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Best of SA 2013: 4/24/2013
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The QueQue

The QueQue: Fracking waste leads to injection well standoff in Wilson County, Beer dreams get upper hand in Hays Street Bridge scuffle, Bexar County jail suicide by spoon

Photo: Michael Barajas, License: N/A

Michael Barajas

WASTE IN WILSON. Dusty Buckley near the waste injection well outside his rural Wilson County home.

Photo: Courtesy photo, License: N/A

Courtesy photo

Concept art depicting the proposed Alamo Brewery.

After a long afternoon of comments last week from beer-loving supporters and opponents rankled by Alamo Beer Co.'s plans build a microbrewery on the bridge's east end, the city's Planning Commission approved selling the company the 1.69-acre lot of surplus city land for the microbrewery's development. For many who fought to save it, plans to cap the east end of the historic Hays Street Bridge with a microbrewery amount to a land grab threatening to obstruct the bridge's remarkable downtown view. But more importantly, they say, the proposal throws a wrench into the Hays Street Bridge Restoration Group's long-term plans to make the property a public park.

Restoration Group members say they feel burned, insisting the Dawson family, former owners of the East Side's BudCo beer distributer that donated the property, turned the land over to the city in 2007 wanting a park. Trey Jacobson, Alamo Beer's attorney, countered BudCo set no conditions when it donated the land.

Both sides appear to be right.

Abigail Kinnison, formerly the city's hike and bike coordinator, recalled applying for a state grant in 2006 hoping to fund a park on the property in tandem with the Hays Street Bridge restoration. A 2006 letter from BudCo shows there were indeed company-approved plans for a park before it donated the land. "As the owners of the 1.69 acres at 803 N. Cherry, it is our desire to donate that land to the City for redevelopment into a park to serve visitors of the Hays Street Bridge," BudCo's VP of marketing wrote the Texas Transportation Commission at the time.

Funding from the state fell through and plans for a park were put on hold. "It may have not been written into the deed, but there are records like this that indicate the original intent," said Kinnison, pointing to another East Side neighborhood plan that marks the land as a future park.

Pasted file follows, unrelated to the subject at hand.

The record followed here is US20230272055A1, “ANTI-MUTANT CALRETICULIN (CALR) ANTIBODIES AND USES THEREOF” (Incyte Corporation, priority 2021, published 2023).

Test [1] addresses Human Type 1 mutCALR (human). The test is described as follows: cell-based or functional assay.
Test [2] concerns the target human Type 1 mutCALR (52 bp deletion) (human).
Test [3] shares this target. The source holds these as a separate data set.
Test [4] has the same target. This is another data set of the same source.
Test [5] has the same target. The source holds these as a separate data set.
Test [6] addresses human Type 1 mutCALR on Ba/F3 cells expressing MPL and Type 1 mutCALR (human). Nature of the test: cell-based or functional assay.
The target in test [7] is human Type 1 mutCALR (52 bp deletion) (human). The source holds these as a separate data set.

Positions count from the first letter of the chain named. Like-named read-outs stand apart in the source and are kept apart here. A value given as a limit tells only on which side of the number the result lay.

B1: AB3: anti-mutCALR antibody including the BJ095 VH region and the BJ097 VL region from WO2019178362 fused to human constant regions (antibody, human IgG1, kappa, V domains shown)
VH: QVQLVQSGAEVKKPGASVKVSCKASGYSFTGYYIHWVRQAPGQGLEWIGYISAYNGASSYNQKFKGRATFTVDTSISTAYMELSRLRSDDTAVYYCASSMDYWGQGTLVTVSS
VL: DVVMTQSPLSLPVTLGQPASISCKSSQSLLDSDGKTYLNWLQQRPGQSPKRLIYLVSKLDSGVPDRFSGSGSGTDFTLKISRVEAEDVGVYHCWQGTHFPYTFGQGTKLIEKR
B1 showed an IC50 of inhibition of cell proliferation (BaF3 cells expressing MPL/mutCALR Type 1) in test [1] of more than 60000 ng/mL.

Jacobson with Alamo Beer said last week that the company contacted Vincent Dawson in June to clarify what the family wanted before heading into the Planning Commission meeting. In an email to the commission, Dawson wrote: "I wanted to make sure that you all were clear on my brother's and my donation of this land to the city back in 2007. This property was a straight donation to the city. There were no restrictions on its use that we are aware of or intended."

Jacobson also insisted the area's not right for a park — a sentiment echoed by several who spoke before the commission last week — and that four public parks already sit within 500 yards of the proposed development. "Right now there's riffraff hanging out on and underneath that bridge," Jacobsen said. "Really, this would activate that area. … It's an industrial site, this has always been an industrial site. It's not Hardberger Park, it's not a park at all."

Alamo Beer owner Eugene Simor says he plans to invest some $5.9 million in the microbrewery. Under the deal with the city, he's hoping to score some $700,000 in incentives, including tax abatements, fee waivers, and a $295,000 cash grant for infrastructure improvements (the same price as the property). Consider Boneshakers, which recently relocated to the bridge's West End and got no such perks from the city. Boneshakers owner J.P. Perez was overwhelmingly supportive of the Alamo Beer project at the meeting last week.

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